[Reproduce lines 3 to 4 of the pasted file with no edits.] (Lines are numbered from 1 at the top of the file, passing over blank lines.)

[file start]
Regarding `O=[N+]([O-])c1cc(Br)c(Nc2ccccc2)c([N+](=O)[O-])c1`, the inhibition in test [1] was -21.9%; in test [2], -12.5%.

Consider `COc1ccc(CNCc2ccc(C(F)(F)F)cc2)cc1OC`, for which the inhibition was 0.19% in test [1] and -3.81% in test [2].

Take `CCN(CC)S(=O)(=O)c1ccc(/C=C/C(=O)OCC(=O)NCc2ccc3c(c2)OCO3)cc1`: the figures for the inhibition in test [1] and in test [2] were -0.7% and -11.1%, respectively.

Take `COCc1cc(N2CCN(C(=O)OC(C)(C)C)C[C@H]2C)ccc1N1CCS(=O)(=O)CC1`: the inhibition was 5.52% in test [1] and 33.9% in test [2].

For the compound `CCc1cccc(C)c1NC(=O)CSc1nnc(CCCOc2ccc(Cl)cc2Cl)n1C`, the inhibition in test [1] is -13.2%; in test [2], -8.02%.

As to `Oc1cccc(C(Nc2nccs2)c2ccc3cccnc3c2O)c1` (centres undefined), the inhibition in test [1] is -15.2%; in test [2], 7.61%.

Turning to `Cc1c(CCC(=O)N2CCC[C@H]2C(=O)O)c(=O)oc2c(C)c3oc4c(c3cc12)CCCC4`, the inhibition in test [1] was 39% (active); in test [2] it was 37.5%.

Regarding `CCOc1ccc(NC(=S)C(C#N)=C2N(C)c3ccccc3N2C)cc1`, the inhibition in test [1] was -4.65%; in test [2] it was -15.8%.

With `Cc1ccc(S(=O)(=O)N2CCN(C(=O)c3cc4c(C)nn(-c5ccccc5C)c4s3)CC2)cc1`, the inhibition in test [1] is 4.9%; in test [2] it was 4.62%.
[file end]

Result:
Take `CCN(CC)S(=O)(=O)c1ccc(/C=C/C(=O)OCC(=O)NCc2ccc3c(c2)OCO3)cc1`: the figures for the inhibition in test [1] and in test [2] were -0.7% and -11.1%, respectively.

Take `COCc1cc(N2CCN(C(=O)OC(C)(C)C)C[C@H]2C)ccc1N1CCS(=O)(=O)CC1`: the inhibition was 5.52% in test [1] and 33.9% in test [2].